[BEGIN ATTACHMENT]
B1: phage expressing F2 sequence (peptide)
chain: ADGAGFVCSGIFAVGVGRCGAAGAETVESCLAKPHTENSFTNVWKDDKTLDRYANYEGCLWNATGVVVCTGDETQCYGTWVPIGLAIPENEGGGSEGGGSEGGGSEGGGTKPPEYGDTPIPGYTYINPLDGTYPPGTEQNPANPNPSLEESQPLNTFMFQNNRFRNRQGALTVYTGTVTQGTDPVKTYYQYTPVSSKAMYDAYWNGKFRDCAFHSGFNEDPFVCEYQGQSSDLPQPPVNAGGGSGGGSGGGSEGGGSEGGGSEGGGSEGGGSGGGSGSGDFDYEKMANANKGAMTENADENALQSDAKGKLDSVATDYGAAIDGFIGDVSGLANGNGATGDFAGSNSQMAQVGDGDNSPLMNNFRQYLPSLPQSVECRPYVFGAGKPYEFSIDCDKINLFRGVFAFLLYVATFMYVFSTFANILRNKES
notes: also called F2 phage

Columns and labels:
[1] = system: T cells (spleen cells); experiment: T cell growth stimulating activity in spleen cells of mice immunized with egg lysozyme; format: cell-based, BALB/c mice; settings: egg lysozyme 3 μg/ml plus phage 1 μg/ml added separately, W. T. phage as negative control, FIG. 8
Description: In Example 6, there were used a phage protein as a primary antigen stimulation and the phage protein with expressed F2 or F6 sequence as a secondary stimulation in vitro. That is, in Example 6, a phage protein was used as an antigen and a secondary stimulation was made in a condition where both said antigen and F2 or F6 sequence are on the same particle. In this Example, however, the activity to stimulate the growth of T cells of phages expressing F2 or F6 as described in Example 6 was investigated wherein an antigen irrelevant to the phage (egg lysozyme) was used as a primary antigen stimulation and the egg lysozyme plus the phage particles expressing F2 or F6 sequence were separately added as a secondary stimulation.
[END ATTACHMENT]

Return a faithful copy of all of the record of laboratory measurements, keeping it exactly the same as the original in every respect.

B1: phage expressing F2 sequence (peptide)
chain: ADGAGFVCSGIFAVGVGRCGAAGAETVESCLAKPHTENSFTNVWKDDKTLDRYANYEGCLWNATGVVVCTGDETQCYGTWVPIGLAIPENEGGGSEGGGSEGGGSEGGGTKPPEYGDTPIPGYTYINPLDGTYPPGTEQNPANPNPSLEESQPLNTFMFQNNRFRNRQGALTVYTGTVTQGTDPVKTYYQYTPVSSKAMYDAYWNGKFRDCAFHSGFNEDPFVCEYQGQSSDLPQPPVNAGGGSGGGSGGGSEGGGSEGGGSEGGGSEGGGSGGGSGSGDFDYEKMANANKGAMTENADENALQSDAKGKLDSVATDYGAAIDGFIGDVSGLANGNGATGDFAGSNSQMAQVGDGDNSPLMNNFRQYLPSLPQSVECRPYVFGAGKPYEFSIDCDKINLFRGVFAFLLYVATFMYVFSTFANILRNKES
notes: also called F2 phage

Columns and labels:
[1] = system: T cells (spleen cells); experiment: T cell growth stimulating activity in spleen cells of mice immunized with egg lysozyme; format: cell-based, BALB/c mice; settings: egg lysozyme 3 μg/ml plus phage 1 μg/ml added separately, W. T. phage as negative control, FIG. 8
Description: In Example 6, there were used a phage protein as a primary antigen stimulation and the phage protein with expressed F2 or F6 sequence as a secondary stimulation in vitro. That is, in Example 6, a phage protein was used as an antigen and a secondary stimulation was made in a condition where both said antigen and F2 or F6 sequence are on the same particle. In this Example, however, the activity to stimulate the growth of T cells of phages expressing F2 or F6 as described in Example 6 was investigated wherein an antigen irrelevant to the phage (egg lysozyme) was used as a primary antigen stimulation and the egg lysozyme plus the phage particles expressing F2 or F6 sequence were separately added as a secondary stimulation.